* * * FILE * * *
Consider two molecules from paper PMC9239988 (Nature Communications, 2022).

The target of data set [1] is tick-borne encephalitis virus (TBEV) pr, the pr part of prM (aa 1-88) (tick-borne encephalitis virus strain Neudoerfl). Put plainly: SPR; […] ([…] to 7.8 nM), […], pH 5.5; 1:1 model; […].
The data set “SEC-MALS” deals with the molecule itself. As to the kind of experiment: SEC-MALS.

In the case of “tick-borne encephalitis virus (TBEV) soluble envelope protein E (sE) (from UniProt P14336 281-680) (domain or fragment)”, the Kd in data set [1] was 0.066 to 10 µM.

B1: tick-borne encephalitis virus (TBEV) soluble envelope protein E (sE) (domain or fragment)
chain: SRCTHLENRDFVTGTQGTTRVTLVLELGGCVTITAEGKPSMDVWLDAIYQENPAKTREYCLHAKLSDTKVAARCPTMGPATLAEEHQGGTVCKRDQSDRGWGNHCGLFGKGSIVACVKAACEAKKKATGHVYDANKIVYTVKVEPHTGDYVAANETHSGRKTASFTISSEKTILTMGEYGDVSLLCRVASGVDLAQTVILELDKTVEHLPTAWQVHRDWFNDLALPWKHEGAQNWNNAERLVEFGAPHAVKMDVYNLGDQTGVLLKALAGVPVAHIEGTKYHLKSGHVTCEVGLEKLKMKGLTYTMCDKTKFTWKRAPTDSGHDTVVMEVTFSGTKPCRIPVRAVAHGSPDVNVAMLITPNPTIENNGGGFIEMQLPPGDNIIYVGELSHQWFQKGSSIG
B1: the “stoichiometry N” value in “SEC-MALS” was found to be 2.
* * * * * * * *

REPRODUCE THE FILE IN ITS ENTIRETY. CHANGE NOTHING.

Consider two molecules from paper PMC9239988 (Nature Communications, 2022).

The target of data set [1] is tick-borne encephalitis virus (TBEV) pr, the pr part of prM (aa 1-88) (tick-borne encephalitis virus strain Neudoerfl). Put plainly: SPR; […] ([…] to 7.8 nM), […], pH 5.5; 1:1 model; […].
The data set “SEC-MALS” deals with the molecule itself. As to the kind of experiment: SEC-MALS.

In the case of “tick-borne encephalitis virus (TBEV) soluble envelope protein E (sE) (from UniProt P14336 281-680) (domain or fragment)”, the Kd in data set [1] was 0.066 to 10 µM.

B1: tick-borne encephalitis virus (TBEV) soluble envelope protein E (sE) (domain or fragment)
chain: SRCTHLENRDFVTGTQGTTRVTLVLELGGCVTITAEGKPSMDVWLDAIYQENPAKTREYCLHAKLSDTKVAARCPTMGPATLAEEHQGGTVCKRDQSDRGWGNHCGLFGKGSIVACVKAACEAKKKATGHVYDANKIVYTVKVEPHTGDYVAANETHSGRKTASFTISSEKTILTMGEYGDVSLLCRVASGVDLAQTVILELDKTVEHLPTAWQVHRDWFNDLALPWKHEGAQNWNNAERLVEFGAPHAVKMDVYNLGDQTGVLLKALAGVPVAHIEGTKYHLKSGHVTCEVGLEKLKMKGLTYTMCDKTKFTWKRAPTDSGHDTVVMEVTFSGTKPCRIPVRAVAHGSPDVNVAMLITPNPTIENNGGGFIEMQLPPGDNIIYVGELSHQWFQKGSSIG
B1: the “stoichiometry N” value in “SEC-MALS” was found to be 2.